Bitch Bad, or is it good?

The controversial use of the derogatory word undermines its users.

Bronwyn Miller

Cue the Trina and the Nicki Minaj. The proclamations that correlate female independence, strength and fierceness with being a “bad bitch” abound.

The “bad, strong-willed woman” exists as a counterpart to the male “pimp” or “player,” a title given only to those women who are cunning, strong and able to easily manipulate the opposite sex. This identity was born in the context of mainstream hip-hop, which tends to adopt a narcissistic, egotistical, capitalistic style. I say this not to criticize but to describe an observed cultural phenomenon. A 2011 University of Kentucky study indeed confirmed that all pop music lyrics have become increasingly self-promoting. And in the hip-hop space, where men have made labeled references to their omnipotence for years, the aggressive female narrative that female rappers have adopted allows for participation in the discussion of personal swagger, grandiosity and power.

Calling oneself a “bitch” is an attempt of reclaiming an insult in the same way that many other words with offensive and derogatory histories have been reappropriated by the groups who have experienced oppression under their usage. It can feel empowering to sing along with the anthems that adhere to the ideology and proclaim dominance over males and self-sufficiency. However, when male rappers are using the stereotype as their way of complimenting women, its power is drained. Its usage also creates a problematic, contradictory hierarchy of women: To Nicki Minaj, a “bad bitch” is superior to other types of women, and “bad” is being used positively.

The confusion cancels its power. “Bad bitch” becomes less about agency and more about behaving in a way that is conducive with sex appeal, and female power is once again conditioned upon male desirability. In an overwhelmingly male-dominated scene, every positive self-proclamation in songs by female artists is met with countless more instances of men using it negatively. Even in other communities, the stereotype of a woman in charge appears. The way many perceive female politicians such as Hillary Clinton or even movie tropes like Sandra Bullock’s character in “The Proposal,” highlight that women in power have to come off as negatively aggressive.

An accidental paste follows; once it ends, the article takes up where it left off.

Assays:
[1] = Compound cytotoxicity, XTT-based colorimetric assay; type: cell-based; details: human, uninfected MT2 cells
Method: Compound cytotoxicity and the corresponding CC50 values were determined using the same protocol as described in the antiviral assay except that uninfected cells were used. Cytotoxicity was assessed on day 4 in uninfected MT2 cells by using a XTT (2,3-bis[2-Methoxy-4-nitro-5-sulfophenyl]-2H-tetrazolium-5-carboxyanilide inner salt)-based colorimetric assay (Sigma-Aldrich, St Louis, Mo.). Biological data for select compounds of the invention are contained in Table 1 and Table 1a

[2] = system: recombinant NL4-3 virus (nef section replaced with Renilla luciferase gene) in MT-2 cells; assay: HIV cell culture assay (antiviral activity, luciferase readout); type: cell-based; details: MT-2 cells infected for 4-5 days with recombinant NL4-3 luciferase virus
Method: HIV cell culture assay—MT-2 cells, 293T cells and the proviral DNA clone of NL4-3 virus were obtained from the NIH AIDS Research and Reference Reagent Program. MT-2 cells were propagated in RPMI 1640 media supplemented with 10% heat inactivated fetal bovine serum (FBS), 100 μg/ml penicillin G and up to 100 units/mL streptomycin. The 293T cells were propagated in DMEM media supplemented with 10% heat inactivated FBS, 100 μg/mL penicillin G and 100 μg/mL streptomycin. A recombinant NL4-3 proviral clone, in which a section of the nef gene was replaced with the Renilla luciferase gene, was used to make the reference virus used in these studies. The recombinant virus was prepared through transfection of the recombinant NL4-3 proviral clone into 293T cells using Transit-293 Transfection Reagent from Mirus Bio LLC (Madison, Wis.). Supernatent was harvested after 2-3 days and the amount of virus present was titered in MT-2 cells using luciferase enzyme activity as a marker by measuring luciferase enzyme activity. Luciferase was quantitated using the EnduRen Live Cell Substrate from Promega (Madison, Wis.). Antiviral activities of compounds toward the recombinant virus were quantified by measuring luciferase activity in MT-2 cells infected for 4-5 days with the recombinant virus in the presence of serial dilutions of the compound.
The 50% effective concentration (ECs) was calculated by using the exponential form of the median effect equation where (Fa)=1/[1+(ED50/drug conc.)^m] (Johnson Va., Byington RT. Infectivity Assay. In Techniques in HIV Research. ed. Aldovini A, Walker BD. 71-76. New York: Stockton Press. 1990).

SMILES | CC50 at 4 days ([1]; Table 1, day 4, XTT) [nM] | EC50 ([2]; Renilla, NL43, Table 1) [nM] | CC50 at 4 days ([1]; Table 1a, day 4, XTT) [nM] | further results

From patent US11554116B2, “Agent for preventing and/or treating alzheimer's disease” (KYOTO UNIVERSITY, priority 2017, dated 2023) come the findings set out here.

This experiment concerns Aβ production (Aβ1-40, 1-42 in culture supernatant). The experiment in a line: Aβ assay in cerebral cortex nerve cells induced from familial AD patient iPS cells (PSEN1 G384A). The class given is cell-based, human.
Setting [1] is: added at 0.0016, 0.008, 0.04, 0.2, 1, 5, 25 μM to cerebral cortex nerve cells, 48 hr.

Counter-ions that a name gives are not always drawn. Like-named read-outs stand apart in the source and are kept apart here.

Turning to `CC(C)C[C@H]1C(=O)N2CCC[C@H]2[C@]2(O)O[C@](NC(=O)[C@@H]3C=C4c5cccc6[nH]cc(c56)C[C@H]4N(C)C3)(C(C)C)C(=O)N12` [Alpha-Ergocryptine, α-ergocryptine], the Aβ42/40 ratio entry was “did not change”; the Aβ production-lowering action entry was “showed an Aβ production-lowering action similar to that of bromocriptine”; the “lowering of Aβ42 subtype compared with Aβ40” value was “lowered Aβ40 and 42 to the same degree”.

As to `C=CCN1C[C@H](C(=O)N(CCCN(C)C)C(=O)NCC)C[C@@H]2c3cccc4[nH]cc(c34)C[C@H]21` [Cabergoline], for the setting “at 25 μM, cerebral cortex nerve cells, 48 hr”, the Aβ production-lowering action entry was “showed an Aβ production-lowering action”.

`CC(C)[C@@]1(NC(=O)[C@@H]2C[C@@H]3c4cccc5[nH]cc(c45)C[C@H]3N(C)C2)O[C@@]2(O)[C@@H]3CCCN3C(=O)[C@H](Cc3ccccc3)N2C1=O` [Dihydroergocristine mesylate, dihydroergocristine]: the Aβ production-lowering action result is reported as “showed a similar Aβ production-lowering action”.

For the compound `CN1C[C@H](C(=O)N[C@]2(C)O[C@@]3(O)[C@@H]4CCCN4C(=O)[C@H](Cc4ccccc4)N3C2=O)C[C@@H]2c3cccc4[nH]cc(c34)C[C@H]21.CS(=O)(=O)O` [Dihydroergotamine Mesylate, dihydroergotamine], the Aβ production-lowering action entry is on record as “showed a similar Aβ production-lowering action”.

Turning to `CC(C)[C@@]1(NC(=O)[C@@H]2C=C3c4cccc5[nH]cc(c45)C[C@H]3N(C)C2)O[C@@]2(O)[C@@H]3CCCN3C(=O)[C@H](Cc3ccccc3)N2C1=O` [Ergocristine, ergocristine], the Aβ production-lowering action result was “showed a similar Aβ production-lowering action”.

In the single off his latest album, “Bitch Bad,” Lupe Fiasco attempts to shed light on this disparity. His song discusses the way in which hip-hop culture confuses malleable minds and illustrates the way in which girls acquiesce to the stereotypical bad-bitch model based off what they see in hip-hop videos. Fiasco illustrates that both men and women are liable for perpetuating this problematic gender and lifestyle identity. However, it’s not a perfect confrontation of the issue. It appears to imply that the burden of “saving oneself” from misogyny lies within the female, and the “bitch bad, woman good, lady better” hierarchy by which Fiasco ranks womanhood feels patriarchal and oppressive.

Criticisms aside, this video had a strong impact on me. It made me rethink if I really I want to label myself or others with this stereotype as I’m proud of my successes as an independent, assertive woman. I don’t need to excuse my strength by denigrating my character with the usage of “bitch,” even if it is qualified by “bad” — which in this case is good. That confusion is exactly the point of Fiasco’s song: The reclaiming of the term can fall flat when it’s being used in countless ways — many of them oppressive — by people with different agendas. Consider this my resignation from the bad bitch brigade.